5. Hi, I’m the mineral holder. Thank you for all replies. I appreciate your perspectives. The quandary I have had is for a long time the royalties did virtually nothing. Then, fracking came about. We were offered a lease by Continental. With a 20 percent. I own only 16.67 acres on the 128 acres parcel. The checks were good when the lease started. Up to 800 a month. However, it went down to the high 100’s. It has gone up a little recently. But not much. Then we got offers. We are now up to $120k for the purchase of our leased rights. We were told that we would have up to 6 wells inside of ten years when we signed in 2013. We are at year 5 and just the 1 well. I’m disappointed in the lack of progress. But am willing to hold on and wait if they are saying it will happen, but I can’t get Continental to call me back. I thought if they are holding at the 1 well it might be worth it to sell. By doing the math the 120k looked attractive. The minerals were inherited from my grandfather who homesteaded.

    1. That would be tough to "pass" on $120K. It certainly tells folks how much professionals think the minerals are worth.

      No operator will tell you their plans: the oil industry is a very, very close hold. Again, it all depends on your specific circumstances whether to buy or sell. It's easy for young folks to say hold on -- lots of time to wait, whereas older folks would like to see the money now.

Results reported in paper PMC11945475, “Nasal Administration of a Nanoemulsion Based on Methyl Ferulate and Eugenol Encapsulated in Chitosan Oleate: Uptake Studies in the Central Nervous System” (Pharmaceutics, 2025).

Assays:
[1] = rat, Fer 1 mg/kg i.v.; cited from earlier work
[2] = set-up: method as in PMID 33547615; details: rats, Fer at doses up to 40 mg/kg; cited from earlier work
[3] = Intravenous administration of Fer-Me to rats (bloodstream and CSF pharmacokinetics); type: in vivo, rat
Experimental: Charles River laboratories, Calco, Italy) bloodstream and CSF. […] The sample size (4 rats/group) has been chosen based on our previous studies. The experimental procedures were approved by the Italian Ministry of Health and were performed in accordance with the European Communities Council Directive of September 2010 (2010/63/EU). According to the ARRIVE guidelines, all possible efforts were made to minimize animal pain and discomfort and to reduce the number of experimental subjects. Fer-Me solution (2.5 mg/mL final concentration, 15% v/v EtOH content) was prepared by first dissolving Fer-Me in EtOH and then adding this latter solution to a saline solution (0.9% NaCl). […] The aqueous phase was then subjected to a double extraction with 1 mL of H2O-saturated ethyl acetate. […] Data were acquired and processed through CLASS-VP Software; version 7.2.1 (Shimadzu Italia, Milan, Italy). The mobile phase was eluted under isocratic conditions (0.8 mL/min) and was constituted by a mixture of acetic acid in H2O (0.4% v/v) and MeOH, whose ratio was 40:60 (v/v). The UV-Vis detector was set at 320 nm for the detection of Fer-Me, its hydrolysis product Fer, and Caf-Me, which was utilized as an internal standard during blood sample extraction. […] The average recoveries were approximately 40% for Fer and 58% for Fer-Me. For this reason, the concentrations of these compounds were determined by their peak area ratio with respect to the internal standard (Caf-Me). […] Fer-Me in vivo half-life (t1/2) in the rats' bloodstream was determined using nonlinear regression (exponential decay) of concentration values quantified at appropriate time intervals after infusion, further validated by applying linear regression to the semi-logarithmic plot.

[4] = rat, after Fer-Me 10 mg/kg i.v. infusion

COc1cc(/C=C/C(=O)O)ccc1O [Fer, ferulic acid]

Good luck, regardless how it turns out.

  6. That is true. It seems that information about wells is very private. That’s frustrating. I can hold it, we don’t need the money now. It would be nice to have a cushion. However, my bigger concern was not ever seeing it this good again. Not seeing this kind of offer ever again and passing/giving up a good amount of money. If people in the know think that there is a good chance that we will see better activity, then I would be a fool to sell. I would just like Continental to share their plans.

    1. I understand -- every day I am glad I don't have to make those decisions.